Britain, France and Germany on Thursday requested a closed-door meeting of the United Nations Security Council to discuss North Korea's recent test of a submarine-launched ballistic missile.
The meeting was requested for Friday, but it will likely take place next week, Reuters reported.
Speaking during a parliamentary audit of his mission, South Korean Ambassador to the U.N. Cho Tae-yul said he was briefed that the meeting had likely been postponed to next week.
North Korea's test of what it called a new submarine-launched ballistic missile came Wednesday ahead of the resumption of working-level denuclearization negotiations with the United States this weekend.
Asked by Rep. Park Jeung of the ruling Democratic Party if the apparent rescheduling was intended to see the results of the upcoming U.S.-North Korea negotiations, Cho said, "I think so, too."
Submarine-launched missiles are harder to detect than ground-based ones, increasing the threat posed to the U.S. and its allies.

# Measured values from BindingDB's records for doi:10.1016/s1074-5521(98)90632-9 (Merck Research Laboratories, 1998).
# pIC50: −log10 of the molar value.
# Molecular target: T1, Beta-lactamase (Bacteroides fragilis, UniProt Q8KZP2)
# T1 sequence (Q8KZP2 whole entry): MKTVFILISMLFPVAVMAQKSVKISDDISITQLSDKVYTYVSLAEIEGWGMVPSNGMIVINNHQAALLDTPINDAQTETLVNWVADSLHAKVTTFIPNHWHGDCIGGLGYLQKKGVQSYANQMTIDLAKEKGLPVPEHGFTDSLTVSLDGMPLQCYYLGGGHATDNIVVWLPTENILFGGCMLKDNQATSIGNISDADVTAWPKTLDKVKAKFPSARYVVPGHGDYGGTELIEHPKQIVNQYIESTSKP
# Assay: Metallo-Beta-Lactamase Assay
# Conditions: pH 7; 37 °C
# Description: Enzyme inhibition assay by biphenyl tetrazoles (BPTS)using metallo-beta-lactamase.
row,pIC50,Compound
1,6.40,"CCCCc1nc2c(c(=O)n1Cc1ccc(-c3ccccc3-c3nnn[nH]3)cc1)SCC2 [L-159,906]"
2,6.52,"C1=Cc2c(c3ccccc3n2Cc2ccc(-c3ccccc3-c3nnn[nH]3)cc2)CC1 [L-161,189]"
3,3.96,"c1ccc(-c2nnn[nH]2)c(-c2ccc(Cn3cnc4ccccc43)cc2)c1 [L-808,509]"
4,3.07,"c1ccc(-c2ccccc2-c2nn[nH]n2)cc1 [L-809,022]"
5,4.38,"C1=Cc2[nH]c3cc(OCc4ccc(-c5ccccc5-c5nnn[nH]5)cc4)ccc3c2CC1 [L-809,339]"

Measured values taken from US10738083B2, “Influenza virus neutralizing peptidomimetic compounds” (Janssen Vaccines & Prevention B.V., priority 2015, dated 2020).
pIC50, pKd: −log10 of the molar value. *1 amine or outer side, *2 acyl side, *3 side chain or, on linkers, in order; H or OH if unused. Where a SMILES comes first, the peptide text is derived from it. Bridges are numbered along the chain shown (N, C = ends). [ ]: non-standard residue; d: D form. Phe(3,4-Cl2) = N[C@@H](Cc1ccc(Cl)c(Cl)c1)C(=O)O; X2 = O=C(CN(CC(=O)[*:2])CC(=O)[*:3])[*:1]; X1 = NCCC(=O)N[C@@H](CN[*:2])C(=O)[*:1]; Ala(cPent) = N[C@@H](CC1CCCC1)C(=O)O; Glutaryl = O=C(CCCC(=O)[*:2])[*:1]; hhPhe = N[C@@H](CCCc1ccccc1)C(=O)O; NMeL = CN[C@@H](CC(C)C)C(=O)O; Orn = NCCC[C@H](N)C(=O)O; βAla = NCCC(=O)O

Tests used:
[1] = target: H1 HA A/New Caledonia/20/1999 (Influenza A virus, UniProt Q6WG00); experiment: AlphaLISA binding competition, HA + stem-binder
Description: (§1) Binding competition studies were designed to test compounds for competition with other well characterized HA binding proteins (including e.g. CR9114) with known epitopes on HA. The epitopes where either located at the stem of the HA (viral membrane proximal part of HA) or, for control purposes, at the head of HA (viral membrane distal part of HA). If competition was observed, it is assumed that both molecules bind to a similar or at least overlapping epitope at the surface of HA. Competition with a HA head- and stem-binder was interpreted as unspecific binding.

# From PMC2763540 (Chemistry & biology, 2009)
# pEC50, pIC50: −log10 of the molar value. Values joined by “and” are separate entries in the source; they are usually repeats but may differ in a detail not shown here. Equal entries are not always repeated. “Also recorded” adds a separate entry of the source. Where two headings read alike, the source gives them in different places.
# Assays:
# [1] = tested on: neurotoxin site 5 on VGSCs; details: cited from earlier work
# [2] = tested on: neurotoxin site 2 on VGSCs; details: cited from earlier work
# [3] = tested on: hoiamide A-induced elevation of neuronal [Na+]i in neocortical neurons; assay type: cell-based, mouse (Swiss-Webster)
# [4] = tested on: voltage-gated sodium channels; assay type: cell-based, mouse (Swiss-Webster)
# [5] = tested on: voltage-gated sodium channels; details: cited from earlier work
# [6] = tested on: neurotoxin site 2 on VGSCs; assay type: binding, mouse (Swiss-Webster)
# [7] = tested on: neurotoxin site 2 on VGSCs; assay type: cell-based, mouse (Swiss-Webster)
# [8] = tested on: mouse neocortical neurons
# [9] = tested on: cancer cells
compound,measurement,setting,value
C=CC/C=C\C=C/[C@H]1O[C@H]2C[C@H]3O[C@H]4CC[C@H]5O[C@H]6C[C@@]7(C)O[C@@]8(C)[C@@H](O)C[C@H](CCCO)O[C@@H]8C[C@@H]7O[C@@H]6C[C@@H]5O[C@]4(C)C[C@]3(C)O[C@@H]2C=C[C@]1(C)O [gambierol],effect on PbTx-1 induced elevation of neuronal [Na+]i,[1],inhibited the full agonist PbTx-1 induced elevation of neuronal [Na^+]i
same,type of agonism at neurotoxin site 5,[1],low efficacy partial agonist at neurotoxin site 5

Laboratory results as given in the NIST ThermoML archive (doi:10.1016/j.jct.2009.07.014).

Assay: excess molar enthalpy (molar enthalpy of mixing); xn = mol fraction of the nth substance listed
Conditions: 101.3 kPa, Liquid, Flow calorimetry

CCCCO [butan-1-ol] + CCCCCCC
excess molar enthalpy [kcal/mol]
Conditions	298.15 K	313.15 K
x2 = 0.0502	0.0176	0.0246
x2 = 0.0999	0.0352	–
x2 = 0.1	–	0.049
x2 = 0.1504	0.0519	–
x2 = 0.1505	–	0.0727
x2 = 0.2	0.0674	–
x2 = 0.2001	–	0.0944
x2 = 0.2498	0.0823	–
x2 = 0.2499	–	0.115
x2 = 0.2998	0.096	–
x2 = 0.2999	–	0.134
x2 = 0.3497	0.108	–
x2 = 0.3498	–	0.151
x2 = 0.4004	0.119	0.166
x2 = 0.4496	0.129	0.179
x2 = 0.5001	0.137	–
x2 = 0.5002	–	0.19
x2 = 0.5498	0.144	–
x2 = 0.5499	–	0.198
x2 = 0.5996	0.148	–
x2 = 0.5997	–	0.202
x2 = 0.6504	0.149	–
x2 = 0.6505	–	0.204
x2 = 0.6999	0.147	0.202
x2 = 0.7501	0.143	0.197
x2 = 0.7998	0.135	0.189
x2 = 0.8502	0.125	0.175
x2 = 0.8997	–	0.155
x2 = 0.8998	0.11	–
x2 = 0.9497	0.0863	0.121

U.N. Security Council resolutions ban the North from testing ballistic missile technology. They also impose tough economic sanctions on the regime in a bid to stop the development of its nuclear weapons and ballistic missile programs.
In August, the same three countries requested a closed-door meeting to address North Korea's repeated short-range ballistic missile tests since May.
Britain and France are permanent, veto-wielding members of the council, along with the U.S., China and Russia. Germany is currently a nonpermanent member.
The three countries issued a statement after the meeting condemning the launches and urging the North to take concrete steps toward denuclearization while engaging in meaningful negotiations with the U.S. (Yonhap)